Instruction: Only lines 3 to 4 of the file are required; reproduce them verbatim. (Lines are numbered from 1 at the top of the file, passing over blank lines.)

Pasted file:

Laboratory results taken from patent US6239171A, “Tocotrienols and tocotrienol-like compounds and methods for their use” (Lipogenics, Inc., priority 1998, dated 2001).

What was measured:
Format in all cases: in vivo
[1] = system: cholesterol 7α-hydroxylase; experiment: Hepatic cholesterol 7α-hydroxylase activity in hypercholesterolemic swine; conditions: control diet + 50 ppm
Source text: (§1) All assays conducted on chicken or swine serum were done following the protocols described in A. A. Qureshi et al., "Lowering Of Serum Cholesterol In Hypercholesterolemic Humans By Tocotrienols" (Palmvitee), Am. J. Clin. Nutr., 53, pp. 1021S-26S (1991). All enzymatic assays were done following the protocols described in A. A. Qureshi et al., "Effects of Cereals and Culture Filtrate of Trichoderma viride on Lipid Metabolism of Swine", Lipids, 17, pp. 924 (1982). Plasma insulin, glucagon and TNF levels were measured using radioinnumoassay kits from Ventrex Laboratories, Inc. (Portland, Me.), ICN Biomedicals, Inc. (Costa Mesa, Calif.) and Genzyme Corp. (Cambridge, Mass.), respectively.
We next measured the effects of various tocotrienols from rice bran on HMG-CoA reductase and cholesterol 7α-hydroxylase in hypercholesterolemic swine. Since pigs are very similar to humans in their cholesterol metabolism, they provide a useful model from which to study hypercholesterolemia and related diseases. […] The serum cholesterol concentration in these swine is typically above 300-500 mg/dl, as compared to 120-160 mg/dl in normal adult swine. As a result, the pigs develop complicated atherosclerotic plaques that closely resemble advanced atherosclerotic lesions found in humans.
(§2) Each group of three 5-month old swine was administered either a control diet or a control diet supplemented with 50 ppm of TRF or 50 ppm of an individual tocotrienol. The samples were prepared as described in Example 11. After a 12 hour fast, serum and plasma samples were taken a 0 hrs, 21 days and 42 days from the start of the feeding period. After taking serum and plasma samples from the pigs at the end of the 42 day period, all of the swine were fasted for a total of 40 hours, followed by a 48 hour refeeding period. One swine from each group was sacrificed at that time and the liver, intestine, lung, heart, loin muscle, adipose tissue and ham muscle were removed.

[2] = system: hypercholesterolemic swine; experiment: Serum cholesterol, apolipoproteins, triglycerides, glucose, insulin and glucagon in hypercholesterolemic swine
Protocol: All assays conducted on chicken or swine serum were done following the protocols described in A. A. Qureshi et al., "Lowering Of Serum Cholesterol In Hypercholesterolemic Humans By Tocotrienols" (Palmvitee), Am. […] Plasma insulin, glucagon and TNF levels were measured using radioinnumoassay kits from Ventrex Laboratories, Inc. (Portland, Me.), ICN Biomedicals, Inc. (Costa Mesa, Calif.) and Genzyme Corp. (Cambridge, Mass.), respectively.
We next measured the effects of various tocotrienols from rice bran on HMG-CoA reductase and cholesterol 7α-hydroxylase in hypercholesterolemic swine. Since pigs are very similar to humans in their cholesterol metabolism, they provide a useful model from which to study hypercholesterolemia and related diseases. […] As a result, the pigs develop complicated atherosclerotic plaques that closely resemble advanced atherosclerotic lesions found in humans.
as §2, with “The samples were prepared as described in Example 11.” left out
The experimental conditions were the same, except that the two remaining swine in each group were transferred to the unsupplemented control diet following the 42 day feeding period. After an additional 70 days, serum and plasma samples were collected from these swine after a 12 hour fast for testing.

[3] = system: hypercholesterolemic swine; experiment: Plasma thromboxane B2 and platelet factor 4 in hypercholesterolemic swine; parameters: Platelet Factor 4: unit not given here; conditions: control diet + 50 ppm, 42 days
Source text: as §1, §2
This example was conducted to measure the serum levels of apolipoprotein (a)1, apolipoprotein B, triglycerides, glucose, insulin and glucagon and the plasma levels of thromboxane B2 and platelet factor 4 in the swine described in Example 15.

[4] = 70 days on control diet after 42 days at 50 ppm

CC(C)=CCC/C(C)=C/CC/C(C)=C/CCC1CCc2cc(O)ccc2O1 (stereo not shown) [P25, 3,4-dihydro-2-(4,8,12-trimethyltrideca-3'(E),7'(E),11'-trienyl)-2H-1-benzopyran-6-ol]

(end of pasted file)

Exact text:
Format in all cases: in vivo
[1] = system: cholesterol 7α-hydroxylase; experiment: Hepatic cholesterol 7α-hydroxylase activity in hypercholesterolemic swine; conditions: control diet + 50 ppm